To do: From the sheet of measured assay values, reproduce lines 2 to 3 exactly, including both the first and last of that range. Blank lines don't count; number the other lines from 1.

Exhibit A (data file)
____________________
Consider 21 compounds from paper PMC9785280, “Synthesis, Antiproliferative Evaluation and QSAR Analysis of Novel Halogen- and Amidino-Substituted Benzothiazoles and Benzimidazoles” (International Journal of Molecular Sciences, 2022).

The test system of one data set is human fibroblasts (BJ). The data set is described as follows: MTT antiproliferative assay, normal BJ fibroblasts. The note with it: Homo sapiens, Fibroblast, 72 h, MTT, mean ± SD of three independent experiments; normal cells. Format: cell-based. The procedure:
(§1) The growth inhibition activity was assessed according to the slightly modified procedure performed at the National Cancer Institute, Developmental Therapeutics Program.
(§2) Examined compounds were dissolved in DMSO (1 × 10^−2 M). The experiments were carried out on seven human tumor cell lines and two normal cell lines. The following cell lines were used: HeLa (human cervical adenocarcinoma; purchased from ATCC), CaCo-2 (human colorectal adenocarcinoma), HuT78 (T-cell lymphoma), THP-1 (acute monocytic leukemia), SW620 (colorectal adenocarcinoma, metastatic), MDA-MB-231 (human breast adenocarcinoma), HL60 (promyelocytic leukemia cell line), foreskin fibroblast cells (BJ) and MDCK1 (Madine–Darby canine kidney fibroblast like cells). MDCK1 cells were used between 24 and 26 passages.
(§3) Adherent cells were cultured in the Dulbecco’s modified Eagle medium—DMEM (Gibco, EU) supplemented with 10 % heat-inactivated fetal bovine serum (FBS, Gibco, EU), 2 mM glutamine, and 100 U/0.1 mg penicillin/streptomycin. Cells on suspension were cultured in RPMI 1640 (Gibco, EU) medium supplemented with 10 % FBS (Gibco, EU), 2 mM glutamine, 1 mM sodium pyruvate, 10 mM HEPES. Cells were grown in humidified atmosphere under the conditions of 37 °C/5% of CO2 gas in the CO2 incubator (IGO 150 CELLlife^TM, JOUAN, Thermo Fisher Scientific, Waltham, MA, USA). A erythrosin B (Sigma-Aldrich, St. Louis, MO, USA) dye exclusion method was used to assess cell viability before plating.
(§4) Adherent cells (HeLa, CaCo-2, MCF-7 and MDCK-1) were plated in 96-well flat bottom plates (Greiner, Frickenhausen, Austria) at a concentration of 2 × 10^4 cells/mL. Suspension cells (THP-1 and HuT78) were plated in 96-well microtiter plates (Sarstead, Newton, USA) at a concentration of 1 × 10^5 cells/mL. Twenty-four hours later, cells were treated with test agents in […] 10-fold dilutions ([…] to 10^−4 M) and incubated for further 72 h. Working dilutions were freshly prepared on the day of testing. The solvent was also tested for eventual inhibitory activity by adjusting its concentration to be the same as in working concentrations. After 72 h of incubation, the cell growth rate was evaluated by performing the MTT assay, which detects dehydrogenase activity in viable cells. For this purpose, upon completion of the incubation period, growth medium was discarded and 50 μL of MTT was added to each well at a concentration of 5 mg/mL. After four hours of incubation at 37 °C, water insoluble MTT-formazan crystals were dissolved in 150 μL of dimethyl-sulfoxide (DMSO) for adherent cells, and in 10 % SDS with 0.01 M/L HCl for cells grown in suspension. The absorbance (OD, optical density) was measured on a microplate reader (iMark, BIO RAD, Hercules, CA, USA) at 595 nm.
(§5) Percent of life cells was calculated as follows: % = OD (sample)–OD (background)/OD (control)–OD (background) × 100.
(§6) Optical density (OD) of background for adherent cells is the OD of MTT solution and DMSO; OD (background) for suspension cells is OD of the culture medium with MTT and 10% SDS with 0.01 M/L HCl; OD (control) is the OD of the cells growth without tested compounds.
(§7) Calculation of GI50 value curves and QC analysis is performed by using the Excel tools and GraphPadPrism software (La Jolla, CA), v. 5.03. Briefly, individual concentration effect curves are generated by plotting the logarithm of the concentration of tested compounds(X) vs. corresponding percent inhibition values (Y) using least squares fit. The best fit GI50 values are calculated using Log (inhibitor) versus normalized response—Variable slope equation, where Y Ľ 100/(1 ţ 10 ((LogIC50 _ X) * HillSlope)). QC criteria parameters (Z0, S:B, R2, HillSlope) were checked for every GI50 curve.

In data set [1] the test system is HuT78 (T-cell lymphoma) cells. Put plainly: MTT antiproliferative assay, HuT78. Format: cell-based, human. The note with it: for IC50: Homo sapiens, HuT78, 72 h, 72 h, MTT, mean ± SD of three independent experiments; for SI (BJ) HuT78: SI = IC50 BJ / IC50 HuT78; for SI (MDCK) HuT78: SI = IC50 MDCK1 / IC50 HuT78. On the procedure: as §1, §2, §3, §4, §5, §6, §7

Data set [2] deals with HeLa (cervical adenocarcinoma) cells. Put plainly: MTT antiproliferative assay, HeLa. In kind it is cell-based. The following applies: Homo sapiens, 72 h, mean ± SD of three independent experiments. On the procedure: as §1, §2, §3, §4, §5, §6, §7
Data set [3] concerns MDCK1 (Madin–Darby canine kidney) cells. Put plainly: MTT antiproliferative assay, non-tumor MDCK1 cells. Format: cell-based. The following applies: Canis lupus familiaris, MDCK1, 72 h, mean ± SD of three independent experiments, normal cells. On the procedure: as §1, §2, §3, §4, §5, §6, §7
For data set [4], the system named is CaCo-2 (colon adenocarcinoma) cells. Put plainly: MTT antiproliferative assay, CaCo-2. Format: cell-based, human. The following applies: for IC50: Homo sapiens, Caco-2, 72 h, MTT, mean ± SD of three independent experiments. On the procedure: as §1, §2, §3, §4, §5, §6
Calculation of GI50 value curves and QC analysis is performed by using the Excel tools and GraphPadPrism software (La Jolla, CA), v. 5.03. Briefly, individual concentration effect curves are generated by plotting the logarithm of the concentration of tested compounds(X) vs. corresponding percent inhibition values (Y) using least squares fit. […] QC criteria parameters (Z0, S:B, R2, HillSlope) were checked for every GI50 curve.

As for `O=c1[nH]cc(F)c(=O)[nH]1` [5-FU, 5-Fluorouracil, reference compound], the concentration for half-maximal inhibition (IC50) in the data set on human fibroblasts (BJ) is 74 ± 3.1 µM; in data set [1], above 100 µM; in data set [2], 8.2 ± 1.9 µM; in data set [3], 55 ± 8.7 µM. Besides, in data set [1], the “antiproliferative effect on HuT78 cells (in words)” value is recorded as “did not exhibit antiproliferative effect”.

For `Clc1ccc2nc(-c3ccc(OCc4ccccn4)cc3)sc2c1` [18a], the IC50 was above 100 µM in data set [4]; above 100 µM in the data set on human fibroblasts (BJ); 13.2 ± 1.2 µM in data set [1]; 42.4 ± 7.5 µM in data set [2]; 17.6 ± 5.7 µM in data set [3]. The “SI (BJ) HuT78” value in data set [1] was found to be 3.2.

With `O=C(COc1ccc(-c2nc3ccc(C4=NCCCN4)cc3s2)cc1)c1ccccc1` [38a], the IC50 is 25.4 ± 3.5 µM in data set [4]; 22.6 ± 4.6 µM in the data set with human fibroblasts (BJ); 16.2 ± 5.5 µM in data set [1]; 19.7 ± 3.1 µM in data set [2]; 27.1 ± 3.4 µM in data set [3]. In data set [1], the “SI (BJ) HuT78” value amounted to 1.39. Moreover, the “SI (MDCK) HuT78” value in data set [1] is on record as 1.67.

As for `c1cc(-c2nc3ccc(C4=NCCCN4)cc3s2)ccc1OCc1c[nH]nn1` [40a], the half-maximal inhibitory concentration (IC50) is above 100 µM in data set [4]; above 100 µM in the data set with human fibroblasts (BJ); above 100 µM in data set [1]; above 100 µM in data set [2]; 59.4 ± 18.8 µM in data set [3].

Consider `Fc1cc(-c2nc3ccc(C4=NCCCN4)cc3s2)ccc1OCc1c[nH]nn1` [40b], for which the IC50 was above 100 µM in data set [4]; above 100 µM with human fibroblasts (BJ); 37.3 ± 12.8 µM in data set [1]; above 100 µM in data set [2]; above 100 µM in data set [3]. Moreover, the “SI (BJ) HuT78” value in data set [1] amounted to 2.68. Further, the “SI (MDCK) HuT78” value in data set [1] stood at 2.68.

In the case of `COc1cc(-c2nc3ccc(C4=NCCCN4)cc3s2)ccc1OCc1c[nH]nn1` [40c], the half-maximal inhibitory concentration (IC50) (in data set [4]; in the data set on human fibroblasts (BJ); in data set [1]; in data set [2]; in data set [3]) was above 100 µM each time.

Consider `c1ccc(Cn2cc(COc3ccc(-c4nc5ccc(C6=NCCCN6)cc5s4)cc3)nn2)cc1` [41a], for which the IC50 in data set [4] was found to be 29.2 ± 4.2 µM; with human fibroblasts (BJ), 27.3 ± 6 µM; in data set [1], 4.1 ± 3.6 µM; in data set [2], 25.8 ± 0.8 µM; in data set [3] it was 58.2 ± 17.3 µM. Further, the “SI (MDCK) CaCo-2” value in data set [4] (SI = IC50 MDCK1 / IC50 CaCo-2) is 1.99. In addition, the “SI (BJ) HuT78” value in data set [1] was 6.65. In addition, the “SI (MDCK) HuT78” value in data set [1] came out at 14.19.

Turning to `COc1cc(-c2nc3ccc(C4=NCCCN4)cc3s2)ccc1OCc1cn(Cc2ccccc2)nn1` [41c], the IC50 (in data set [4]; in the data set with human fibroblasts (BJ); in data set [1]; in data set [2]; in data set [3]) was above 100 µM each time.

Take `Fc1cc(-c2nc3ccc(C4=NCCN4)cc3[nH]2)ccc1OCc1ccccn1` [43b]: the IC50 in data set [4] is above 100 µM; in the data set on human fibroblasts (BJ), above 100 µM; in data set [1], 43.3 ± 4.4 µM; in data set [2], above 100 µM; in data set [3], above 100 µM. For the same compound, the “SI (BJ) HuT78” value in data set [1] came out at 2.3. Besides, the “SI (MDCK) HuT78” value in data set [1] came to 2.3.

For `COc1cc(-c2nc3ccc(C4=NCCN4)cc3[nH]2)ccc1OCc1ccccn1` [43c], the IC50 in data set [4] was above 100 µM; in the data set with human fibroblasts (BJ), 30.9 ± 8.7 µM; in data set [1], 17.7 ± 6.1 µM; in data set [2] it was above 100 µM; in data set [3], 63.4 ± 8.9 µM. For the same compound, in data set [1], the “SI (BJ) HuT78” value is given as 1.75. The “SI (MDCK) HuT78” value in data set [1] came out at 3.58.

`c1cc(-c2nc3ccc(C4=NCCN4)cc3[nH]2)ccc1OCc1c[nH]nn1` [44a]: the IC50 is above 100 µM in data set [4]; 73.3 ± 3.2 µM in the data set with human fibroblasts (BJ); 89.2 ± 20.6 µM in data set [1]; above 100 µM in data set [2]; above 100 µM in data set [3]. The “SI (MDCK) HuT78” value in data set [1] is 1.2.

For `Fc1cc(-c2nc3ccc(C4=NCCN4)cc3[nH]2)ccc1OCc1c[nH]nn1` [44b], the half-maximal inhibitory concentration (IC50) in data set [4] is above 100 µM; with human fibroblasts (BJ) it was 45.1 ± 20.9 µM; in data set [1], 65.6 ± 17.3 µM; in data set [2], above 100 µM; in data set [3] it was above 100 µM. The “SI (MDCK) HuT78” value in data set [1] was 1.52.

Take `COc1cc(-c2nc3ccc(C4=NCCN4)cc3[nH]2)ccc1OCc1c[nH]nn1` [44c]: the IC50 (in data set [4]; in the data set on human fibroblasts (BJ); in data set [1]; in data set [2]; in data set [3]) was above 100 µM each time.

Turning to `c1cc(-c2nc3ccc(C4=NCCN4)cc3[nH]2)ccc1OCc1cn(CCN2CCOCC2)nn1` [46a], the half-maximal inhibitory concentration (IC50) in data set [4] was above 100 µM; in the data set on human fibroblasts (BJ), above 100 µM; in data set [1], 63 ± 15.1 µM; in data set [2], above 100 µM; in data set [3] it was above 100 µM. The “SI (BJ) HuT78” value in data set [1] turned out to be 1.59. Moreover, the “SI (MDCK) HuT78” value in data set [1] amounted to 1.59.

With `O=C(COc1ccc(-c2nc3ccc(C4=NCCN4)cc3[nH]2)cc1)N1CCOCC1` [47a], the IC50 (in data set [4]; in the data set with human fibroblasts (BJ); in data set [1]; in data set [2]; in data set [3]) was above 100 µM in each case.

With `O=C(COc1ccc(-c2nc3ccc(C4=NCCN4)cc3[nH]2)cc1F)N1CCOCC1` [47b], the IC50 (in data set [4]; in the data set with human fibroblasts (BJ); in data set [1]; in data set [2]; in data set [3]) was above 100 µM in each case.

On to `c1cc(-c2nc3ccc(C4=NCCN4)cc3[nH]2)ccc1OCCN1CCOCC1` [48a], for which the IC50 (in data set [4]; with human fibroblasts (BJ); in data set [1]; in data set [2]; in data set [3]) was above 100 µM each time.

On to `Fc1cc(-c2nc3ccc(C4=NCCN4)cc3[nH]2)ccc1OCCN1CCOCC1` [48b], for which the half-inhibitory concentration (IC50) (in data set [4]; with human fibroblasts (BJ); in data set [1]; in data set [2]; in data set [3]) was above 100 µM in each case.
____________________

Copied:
The test system of one data set is human fibroblasts (BJ). The data set is described as follows: MTT antiproliferative assay, normal BJ fibroblasts. The note with it: Homo sapiens, Fibroblast, 72 h, MTT, mean ± SD of three independent experiments; normal cells. Format: cell-based. The procedure:
(§1) The growth inhibition activity was assessed according to the slightly modified procedure performed at the National Cancer Institute, Developmental Therapeutics Program.